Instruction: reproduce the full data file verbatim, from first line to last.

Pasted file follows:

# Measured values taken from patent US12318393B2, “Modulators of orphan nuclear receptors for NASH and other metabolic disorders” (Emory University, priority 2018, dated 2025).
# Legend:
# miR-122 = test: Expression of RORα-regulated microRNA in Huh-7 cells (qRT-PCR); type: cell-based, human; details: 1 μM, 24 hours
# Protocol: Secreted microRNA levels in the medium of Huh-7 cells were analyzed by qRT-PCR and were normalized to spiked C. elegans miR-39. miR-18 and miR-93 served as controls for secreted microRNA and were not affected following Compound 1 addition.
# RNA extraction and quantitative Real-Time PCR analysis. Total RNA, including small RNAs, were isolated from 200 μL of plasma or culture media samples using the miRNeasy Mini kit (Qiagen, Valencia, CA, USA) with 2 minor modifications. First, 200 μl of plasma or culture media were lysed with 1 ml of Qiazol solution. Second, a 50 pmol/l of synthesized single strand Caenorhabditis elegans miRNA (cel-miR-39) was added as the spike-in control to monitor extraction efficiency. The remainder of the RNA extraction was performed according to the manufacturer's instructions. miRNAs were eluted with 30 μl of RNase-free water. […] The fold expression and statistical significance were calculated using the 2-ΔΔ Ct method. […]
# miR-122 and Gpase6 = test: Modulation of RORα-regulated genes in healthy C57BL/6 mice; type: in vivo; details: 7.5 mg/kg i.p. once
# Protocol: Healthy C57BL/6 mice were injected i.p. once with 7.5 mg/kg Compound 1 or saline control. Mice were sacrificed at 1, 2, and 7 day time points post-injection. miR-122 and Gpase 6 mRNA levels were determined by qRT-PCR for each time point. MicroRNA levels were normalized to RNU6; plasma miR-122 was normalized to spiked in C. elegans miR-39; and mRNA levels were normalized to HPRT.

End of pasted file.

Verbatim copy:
# Measured values taken from patent US12318393B2, “Modulators of orphan nuclear receptors for NASH and other metabolic disorders” (Emory University, priority 2018, dated 2025).
# Legend:
# miR-122 = test: Expression of RORα-regulated microRNA in Huh-7 cells (qRT-PCR); type: cell-based, human; details: 1 μM, 24 hours
# Protocol: Secreted microRNA levels in the medium of Huh-7 cells were analyzed by qRT-PCR and were normalized to spiked C. elegans miR-39. miR-18 and miR-93 served as controls for secreted microRNA and were not affected following Compound 1 addition.
# RNA extraction and quantitative Real-Time PCR analysis. Total RNA, including small RNAs, were isolated from 200 μL of plasma or culture media samples using the miRNeasy Mini kit (Qiagen, Valencia, CA, USA) with 2 minor modifications. First, 200 μl of plasma or culture media were lysed with 1 ml of Qiazol solution. Second, a 50 pmol/l of synthesized single strand Caenorhabditis elegans miRNA (cel-miR-39) was added as the spike-in control to monitor extraction efficiency. The remainder of the RNA extraction was performed according to the manufacturer's instructions. miRNAs were eluted with 30 μl of RNase-free water. […] The fold expression and statistical significance were calculated using the 2-ΔΔ Ct method. […]
# miR-122 and Gpase6 = test: Modulation of RORα-regulated genes in healthy C57BL/6 mice; type: in vivo; details: 7.5 mg/kg i.p. once
# Protocol: Healthy C57BL/6 mice were injected i.p. once with 7.5 mg/kg Compound 1 or saline control. Mice were sacrificed at 1, 2, and 7 day time points post-injection. miR-122 and Gpase 6 mRNA levels were determined by qRT-PCR for each time point. MicroRNA levels were normalized to RNU6; plasma miR-122 was normalized to spiked in C. elegans miR-39; and mRNA levels were normalized to HPRT.